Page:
With the national conference that took place in 1991, the media landscape changed suddenly and a large number of media replaced the exclusively state-controlled media. Although a new press law was introduced in 2004, independent reporting has improved significantly under the new President Faure Gnassingbé, but it continues to be threatened by government restrictions. On the world ranking for press freedom published by Reporters Without Borders, Togo improved significantly after the death of Eyadéma and in 2020 it is ranked 71th out of 180 countries examined. The American Freedom House continues to classify the freedom of the press in Togo as ‘partly free’.
Reporters Without Borders expressed concern about the strengthening of the power of the Haute Autorité de l’Audiovisuel et de la Communication (HAAC). Reports of censorship and bans by the private Togolese press by the HAAC appear again and again. On February 19, 2013, the Assemblé Nationale passed a new organizational law that grants the HAAC – in an unconstitutional manner – extensive powers (ban on newspapers, suspension of radio and television programs, withdrawal of approval for audiovisual media), which, based on the Togolese constitution, is a matter for the courts alone. Le Patronat de la presse togolaise (Ppt), one of the two employer organizations in the media sectorin Togo, distanced itself from the Observatoire togolais des médias (Otm), as it is increasingly assuming the role of a tribunal in the self-regulation of the private press. The ‘Code de bonne conduite du journaliste’ introduced before a presidential election is heavily criticized by the Ppt. A new criminal law for the press, which provides for fines and imprisonment for ‘false reports’, unsettles journalists.
The participation of President Faure Gnassingbé in the demonstration for the murdered journalists by Charlie Hebdo met with heavy criticism from the opposition, as he should better work for freedom of the press in his own country.
According to estatelearning, the Togolese journalist and human rights activist Fabbi Kouassi won the “Reporters Without Borders Award” 2013 with her blog.
The press landscape offers a wide range of print media, all of which appear in French. In May 2016 there were 413 registered newspapers and magazines, as reported by the ‘Observatoire togolais des médias’ (OTM). However, they are characterized by low editions and are rarely distributed outside of Lomé and some other cities, mainly in the south. The Togo state press, the only daily newspaper, also has half a page each with news in Ewé and Kabyé. The government is issuing a new PR ‘high gloss’ magazine, Les deux palais, named after the two presidential palaces.
A successful person is the media entrepreneur Claude Grunitzky, Great-nephew of Nicolas Grunitzky, who, among other projects, runs a successful music TV station. The free city magazines Togo Couleurs and Lomé City Mag were founded a few years ago and are financed by advertisements. In March 2014, a new magazine ‘Tendances Togo’ was published for the first time, which is intended to reflect the new developments in Togo as a modern and dynamic country. The government is obviously interested in modern and professional reporting, because the Minister for Communication, Culture and the Arts invited journalists to a seminar on the professionalization of the press in the summer of 2014.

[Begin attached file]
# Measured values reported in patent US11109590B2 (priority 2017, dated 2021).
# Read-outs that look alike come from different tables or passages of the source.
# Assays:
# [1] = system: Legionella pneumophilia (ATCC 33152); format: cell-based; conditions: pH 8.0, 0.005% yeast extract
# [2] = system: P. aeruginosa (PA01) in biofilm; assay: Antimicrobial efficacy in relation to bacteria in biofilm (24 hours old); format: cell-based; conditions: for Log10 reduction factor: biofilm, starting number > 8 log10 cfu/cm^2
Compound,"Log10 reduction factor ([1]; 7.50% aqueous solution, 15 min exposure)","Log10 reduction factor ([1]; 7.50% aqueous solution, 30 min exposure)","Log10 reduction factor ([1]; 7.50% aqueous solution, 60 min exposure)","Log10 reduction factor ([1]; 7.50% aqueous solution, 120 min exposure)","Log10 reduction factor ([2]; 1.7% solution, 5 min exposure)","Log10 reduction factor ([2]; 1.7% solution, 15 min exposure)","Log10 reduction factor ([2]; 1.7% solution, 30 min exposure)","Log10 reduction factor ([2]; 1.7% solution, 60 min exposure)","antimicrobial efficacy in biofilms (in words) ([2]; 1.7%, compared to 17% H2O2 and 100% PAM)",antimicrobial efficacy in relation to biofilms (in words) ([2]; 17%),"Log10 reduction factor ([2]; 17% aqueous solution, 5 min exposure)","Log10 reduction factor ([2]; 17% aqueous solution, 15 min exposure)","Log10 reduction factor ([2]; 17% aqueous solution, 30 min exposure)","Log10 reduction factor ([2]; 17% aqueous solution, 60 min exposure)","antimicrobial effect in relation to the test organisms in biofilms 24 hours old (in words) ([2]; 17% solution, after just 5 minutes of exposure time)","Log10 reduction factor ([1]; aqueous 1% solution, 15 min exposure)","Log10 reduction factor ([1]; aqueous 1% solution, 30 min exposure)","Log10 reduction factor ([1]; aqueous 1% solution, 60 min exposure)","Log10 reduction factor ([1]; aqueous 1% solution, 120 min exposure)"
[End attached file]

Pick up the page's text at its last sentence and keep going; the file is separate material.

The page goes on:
TV and radio
In addition to the state television broadcaster TVT, with stations in Lomé and Kara, there are eleven private broadcasters and the South African pay TV ‘DStv’ with multichoice Togo. For private television broadcasters, state and, above all, foreign broadcasters are a major challenge.
The state broadcaster Radio Lomé is also present with news on the Internet and Radio Kara provides the north with news and entertainment. In addition to the five state radio stations, there are 75 private and three international radio stations. Nevertheless, the supply of news and entertainment inland is partially inadequate. The private diaspora broadcaster FM Liberté has offices in Lomé and Kara.
The French group ‘Canal +’ presented the new program 100% africaine, A + in October 2014. The most popular foreign radio stations include Africa N ° 1 from Gabon and the French RFI.
Online news magazines
The Canadian media portal ABYZ offers links to magazines that regularly report on Togo. The state-run Republicoftogo.com has developed into a professionally made and quite interesting magazine and also offers news as video films. The French magazine Jeune Afrique compared in August 2014 placed the government websites of 40 African countries and the ‘republicoftogo’ in the first place, essential aesthetics, ergonomics and easy to handle navigation were. The government uses social networks like Facebook and Twitter.
In addition to those of the opposition parties UFC and ANC, there are several online magazines that describe themselves as oppositional and / or independent. Two of them are letogolais and icilome. The online magazine Togozine has focused its reporting more on social issues while BN&N also wants to reach the Togolese diaspora. The headquarters of the online news magazine ‘ afrikaexpress.info ‘ has been closed by the media authority HAAC.